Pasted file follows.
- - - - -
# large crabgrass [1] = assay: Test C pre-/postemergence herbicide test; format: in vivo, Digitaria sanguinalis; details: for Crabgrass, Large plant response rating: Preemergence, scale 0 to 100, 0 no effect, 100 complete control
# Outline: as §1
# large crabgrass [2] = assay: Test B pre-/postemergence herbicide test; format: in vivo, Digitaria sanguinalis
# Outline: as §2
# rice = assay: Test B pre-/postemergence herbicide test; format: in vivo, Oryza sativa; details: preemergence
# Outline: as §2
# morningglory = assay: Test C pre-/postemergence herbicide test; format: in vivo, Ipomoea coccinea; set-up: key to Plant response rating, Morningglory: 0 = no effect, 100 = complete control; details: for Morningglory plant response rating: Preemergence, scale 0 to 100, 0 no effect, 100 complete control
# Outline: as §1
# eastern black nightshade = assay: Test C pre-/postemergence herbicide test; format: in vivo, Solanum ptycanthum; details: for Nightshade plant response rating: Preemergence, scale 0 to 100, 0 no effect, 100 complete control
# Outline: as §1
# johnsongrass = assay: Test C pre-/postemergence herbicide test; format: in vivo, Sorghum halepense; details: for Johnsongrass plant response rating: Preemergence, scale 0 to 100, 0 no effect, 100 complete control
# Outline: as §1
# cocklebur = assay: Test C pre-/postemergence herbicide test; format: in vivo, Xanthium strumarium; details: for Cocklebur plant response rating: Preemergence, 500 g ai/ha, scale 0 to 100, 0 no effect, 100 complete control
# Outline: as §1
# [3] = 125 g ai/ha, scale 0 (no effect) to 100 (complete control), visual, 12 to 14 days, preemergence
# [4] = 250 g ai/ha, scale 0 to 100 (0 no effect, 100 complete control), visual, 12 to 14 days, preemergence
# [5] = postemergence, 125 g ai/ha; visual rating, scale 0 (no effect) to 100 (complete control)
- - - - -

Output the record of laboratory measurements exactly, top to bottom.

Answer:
# large crabgrass [1] = assay: Test C pre-/postemergence herbicide test; format: in vivo, Digitaria sanguinalis; details: for Crabgrass, Large plant response rating: Preemergence, scale 0 to 100, 0 no effect, 100 complete control
# Outline: as §1
# large crabgrass [2] = assay: Test B pre-/postemergence herbicide test; format: in vivo, Digitaria sanguinalis
# Outline: as §2
# rice = assay: Test B pre-/postemergence herbicide test; format: in vivo, Oryza sativa; details: preemergence
# Outline: as §2
# morningglory = assay: Test C pre-/postemergence herbicide test; format: in vivo, Ipomoea coccinea; set-up: key to Plant response rating, Morningglory: 0 = no effect, 100 = complete control; details: for Morningglory plant response rating: Preemergence, scale 0 to 100, 0 no effect, 100 complete control
# Outline: as §1
# eastern black nightshade = assay: Test C pre-/postemergence herbicide test; format: in vivo, Solanum ptycanthum; details: for Nightshade plant response rating: Preemergence, scale 0 to 100, 0 no effect, 100 complete control
# Outline: as §1
# johnsongrass = assay: Test C pre-/postemergence herbicide test; format: in vivo, Sorghum halepense; details: for Johnsongrass plant response rating: Preemergence, scale 0 to 100, 0 no effect, 100 complete control
# Outline: as §1
# cocklebur = assay: Test C pre-/postemergence herbicide test; format: in vivo, Xanthium strumarium; details: for Cocklebur plant response rating: Preemergence, 500 g ai/ha, scale 0 to 100, 0 no effect, 100 complete control
# Outline: as §1
# [3] = 125 g ai/ha, scale 0 (no effect) to 100 (complete control), visual, 12 to 14 days, preemergence
# [4] = 250 g ai/ha, scale 0 to 100 (0 no effect, 100 complete control), visual, 12 to 14 days, preemergence
# [5] = postemergence, 125 g ai/ha; visual rating, scale 0 (no effect) to 100 (complete control)